Rating: 3.5/5


  1. James Hilton is one of those writers who frequently ends up only being well known for one thing they did and in his case it is his novel Goodbye Mr Chips (1934)

    I’d say Lost Horizon is pretty well known, too, and it introduced the term “Shangri-La” into the language.


  2. Hmmmmm. I don’t think I’ve read a mystery set in a school that I found fully satisfying. I liked Clifford Orr’s ‘Dartmouth Murders’ for its school milieu, but wasn’t convinced that the solution played entirely fair. I liked the puzzle for Agatha Christie’s ‘Cat among Pigeons’, but wasn’t persuaded by its treatment of the school setting. I enjoyed Edmund Crispin’s ‘Love Lies Bleeding’ and Anthony Berkeley’s ‘Murder in the Basement’ – but that was irrespective of the academic milieu.

    Perhaps I just have the wrong expectations: I want the novel to be Trebizon or Malory Towers, and yet boast of a fiendish crime and puzzle…! Or perhaps what we need Atticus Pund’s ‘Night Comes Calling’ to be published, with an additional resolution going beyond the one spoilt for us in ‘Magpie Murders’. 😛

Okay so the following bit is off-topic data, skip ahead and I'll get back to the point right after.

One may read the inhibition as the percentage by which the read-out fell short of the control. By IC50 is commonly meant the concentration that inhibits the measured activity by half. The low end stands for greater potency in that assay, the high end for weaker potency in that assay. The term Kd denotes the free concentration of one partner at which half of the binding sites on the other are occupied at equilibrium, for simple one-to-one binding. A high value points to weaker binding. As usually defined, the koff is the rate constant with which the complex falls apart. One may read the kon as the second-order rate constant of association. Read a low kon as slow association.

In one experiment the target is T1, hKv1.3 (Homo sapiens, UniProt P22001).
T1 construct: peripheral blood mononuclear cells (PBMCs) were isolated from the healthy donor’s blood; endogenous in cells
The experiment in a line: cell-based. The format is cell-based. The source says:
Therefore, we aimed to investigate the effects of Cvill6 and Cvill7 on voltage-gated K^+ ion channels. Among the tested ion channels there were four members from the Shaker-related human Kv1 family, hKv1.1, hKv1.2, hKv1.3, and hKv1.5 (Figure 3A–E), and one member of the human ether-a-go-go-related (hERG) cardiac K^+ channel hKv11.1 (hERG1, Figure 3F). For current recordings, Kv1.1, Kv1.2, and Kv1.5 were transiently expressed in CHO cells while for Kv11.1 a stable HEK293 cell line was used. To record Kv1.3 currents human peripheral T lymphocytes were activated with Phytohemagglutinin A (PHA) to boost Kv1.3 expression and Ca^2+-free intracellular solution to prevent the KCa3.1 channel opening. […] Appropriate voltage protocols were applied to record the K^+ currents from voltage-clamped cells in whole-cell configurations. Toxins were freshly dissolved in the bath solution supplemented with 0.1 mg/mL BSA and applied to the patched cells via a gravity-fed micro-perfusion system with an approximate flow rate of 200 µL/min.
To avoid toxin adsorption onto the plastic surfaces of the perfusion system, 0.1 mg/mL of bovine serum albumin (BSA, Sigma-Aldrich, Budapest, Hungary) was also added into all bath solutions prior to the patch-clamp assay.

Liked by 2 people

    • hmmm it’s an idea. You’ll have to write to Horowitz and let him know! When it comes to educational settings I think I have had more success with university set mysteries. Two other school set mysteries I can think are Nicholas Blake’s A Question of Proof and Francis Beeding’s The Norwich Victims (not entirely set at the school, but is some of the time). The Blake book is okay but I’d definitely recommend the Beeding novel if you haven’t already read it.


      • I have the Beeding novel on the metaphorical TBR pile in my Kindle; I recall getting it after reading your review. I guess what’s slightly holding me back is that I tend to shy away from inverted mysteries.

        Your mention of Blake’s “Question of Proof” reminded me of another school-based mystery on my Kindle: Rupert Penny’s “Sweet Poison”. Though I suppose “Sealed Room Murder” had sunk the boat between you and Penny…? 🙂

        Liked by 1 person

        • haha yeah I’m not sure I could do another Penny novel. My brain is still recovering from the last one! I know what you mean about inverted mysteries, knowing the culprit before hand can lessen the surprise. Yet in my opinion Beeding pulls off a remarkable piece of slight of hand and makes this much better than your average inverted mystery.